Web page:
COS 80-8
Geographical patterns of functional trait means and variances of tree and herbaceous plant assemblages across the New World

Wednesday, August 13, 2014: 4:00 PM
Regency Blrm E, Hyatt Regency Hotel
Irena Simova, Center for Theoretical Study, Charles University in Prague and Academy of Sciences of the Czech Republic, Praha, Czech Republic
Cyrille Violle, Centre d'Ecologie Fonctionnelle et Evolutive, CNRS, Montpellier, France
Jens-Christian Svenning, Department of Bioscience, Aarhus University, Aarhus C, Denmark
Nathan J. B. Kraft, Department of Biology, University of Maryland, College Park, MD
Brad Boyle, Ecology and Evolutionary Biology Department, University of Arizona, Tucson, AZ
John C. Donoghue II, Ecology and Evolutionary Biology, University of Arizona, Tucson, AZ
Peter Jorgensen, Research Division, Missouri Botanical Garden, St. Louis, MO
Brian J. McGill, School of Biology and Ecology / Mitchell Center for Sustainability Solutions/Mitchell Center for Sustainability Solutions, University of Maine, Orono, ME
Robert K. Peet, University of North Carolina
Naia Morueta-Holme, Bioscience, Aarhus University, Aarhus C, Denmark
Barbara Thiers, William and Lynda Steere Herbarium, The New York Botanical Garden, Bronx, NY, NY
Susan K. Wiser, Landcare Research, Lincoln, New Zealand
Brian J. Enquist, Ecology and Evolutionary Biology, University of Arizona, Tucson, AZ

Although the latitudinal gradient in species richness has been thoroughly described, the latitudinal variation in other important biodiversity aspect, functional traits, has gained much less attention. This can be due to the data limitation, large trait databases has been compiled only very recently. Here we used the largest database to date compiling the observations and functional traits of plant species in the whole New World (BIEN, Botanical Information and Ecology Network) to access the pattern of functional trait variation across the New World. We focused on the assemblage means and variances of 5 major plant functional traits: height, specific leaf area, seed mass, leaf nitrogen and leaf phosphorus content per mass. We tested for the strength of trait environmental filtering using three main climatic descriptors (temperature, precipitation and evapotranspiration). We compared these trait patterns for woody and herbaceous species.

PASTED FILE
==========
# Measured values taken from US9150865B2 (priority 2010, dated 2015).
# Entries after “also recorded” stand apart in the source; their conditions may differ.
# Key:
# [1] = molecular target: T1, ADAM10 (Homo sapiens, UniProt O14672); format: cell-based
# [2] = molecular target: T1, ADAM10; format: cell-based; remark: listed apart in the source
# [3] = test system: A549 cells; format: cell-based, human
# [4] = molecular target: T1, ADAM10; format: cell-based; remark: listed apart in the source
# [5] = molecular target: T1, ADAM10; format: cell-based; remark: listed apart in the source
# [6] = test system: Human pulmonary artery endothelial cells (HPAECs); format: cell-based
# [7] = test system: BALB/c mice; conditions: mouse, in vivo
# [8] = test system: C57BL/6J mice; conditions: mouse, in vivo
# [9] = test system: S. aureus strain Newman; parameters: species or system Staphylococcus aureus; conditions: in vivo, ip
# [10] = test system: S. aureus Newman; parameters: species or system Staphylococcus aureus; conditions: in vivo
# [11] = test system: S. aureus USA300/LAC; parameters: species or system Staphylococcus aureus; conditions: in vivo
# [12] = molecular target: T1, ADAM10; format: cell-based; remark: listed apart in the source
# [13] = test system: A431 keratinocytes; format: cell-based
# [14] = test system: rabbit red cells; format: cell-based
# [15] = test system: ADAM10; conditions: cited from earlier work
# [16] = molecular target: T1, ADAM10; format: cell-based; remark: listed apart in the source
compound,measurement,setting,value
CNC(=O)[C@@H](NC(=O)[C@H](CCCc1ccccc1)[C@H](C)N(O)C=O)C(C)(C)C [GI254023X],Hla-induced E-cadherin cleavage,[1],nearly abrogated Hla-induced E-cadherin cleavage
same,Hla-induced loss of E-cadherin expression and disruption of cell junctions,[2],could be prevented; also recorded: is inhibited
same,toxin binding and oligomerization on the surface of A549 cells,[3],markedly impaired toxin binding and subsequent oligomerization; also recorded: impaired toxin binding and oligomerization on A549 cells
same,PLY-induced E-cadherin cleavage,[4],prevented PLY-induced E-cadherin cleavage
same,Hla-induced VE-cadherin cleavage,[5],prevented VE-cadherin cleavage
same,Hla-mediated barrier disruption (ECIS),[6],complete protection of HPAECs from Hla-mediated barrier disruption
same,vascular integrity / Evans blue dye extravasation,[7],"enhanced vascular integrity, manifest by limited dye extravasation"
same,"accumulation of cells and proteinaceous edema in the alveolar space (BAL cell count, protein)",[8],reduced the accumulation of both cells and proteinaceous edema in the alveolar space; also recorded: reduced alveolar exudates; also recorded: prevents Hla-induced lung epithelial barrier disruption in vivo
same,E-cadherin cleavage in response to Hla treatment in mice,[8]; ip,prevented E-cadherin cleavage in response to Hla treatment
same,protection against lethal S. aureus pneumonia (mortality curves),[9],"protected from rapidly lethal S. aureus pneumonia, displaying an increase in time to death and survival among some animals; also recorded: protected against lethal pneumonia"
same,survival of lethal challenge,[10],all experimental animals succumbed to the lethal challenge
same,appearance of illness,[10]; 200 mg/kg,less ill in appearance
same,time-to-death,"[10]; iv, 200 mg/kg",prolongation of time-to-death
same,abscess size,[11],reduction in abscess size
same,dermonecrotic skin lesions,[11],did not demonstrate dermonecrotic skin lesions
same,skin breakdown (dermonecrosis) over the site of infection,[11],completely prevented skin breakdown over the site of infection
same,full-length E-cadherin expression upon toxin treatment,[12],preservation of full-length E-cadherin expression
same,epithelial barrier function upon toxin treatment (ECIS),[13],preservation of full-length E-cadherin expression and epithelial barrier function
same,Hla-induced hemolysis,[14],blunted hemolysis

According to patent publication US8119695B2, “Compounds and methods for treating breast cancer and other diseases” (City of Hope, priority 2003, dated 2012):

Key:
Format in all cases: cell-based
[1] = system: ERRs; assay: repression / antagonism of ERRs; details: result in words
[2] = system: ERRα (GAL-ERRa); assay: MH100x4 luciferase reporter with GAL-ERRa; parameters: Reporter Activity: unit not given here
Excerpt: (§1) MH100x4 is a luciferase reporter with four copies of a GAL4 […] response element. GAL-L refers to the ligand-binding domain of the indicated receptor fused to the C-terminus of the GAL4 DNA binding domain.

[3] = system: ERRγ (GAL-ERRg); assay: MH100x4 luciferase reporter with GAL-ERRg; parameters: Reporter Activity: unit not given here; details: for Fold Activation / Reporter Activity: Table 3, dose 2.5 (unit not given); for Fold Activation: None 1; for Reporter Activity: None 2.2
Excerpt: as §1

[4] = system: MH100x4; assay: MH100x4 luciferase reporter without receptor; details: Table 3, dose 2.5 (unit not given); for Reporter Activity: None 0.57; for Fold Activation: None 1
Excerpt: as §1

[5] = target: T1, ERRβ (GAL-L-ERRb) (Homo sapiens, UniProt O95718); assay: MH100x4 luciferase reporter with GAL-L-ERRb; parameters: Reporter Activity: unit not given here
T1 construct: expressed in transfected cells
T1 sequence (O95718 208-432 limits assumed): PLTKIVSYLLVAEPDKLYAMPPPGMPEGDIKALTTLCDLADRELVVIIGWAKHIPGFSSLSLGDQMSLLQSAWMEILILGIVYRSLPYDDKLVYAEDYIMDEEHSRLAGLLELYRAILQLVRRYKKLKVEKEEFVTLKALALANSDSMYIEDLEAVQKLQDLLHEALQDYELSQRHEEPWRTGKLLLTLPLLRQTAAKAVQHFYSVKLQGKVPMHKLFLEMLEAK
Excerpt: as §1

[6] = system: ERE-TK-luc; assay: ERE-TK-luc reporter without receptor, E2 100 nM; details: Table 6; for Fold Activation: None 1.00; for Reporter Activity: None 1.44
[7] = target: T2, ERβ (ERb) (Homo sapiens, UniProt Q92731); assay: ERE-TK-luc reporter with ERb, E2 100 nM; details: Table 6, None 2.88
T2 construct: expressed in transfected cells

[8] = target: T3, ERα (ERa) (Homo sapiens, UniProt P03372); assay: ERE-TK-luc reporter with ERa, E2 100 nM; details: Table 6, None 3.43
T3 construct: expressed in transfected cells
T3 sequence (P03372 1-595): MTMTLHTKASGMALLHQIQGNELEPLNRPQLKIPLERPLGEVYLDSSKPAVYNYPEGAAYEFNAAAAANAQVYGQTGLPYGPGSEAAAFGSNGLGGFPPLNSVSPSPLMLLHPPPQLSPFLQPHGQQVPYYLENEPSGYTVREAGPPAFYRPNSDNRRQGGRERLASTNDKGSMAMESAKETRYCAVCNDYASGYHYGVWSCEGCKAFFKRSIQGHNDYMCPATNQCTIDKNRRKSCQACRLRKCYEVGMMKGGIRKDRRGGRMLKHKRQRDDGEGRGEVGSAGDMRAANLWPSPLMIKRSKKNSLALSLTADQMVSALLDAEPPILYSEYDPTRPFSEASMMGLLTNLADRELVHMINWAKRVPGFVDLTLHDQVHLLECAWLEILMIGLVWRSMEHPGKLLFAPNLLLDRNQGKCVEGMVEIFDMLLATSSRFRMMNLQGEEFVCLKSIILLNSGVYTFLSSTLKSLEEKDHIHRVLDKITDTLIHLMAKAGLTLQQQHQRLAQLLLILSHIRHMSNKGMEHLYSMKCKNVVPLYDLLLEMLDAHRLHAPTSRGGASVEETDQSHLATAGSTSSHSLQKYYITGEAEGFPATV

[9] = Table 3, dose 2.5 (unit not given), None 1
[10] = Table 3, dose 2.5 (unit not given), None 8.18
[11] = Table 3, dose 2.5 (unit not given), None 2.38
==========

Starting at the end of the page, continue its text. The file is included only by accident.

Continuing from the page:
We found strong spatial patterns of means and variances for most of traits for both woody and herbaceous species. Whereas the pattern of means and variances in height was similar for both woody and herbaceous species, the patterns in all other traits often varied between these life-form groups. Mean annual temperature and evapotranspiration were the most important predictors for variation in means and variances in traits for both woody and herbaceous species. Overall we highlight that the  composition of herbaceous and woody species across the New World is strongly driven by climate, particular patterns for each trait and each life-form group, however, vary.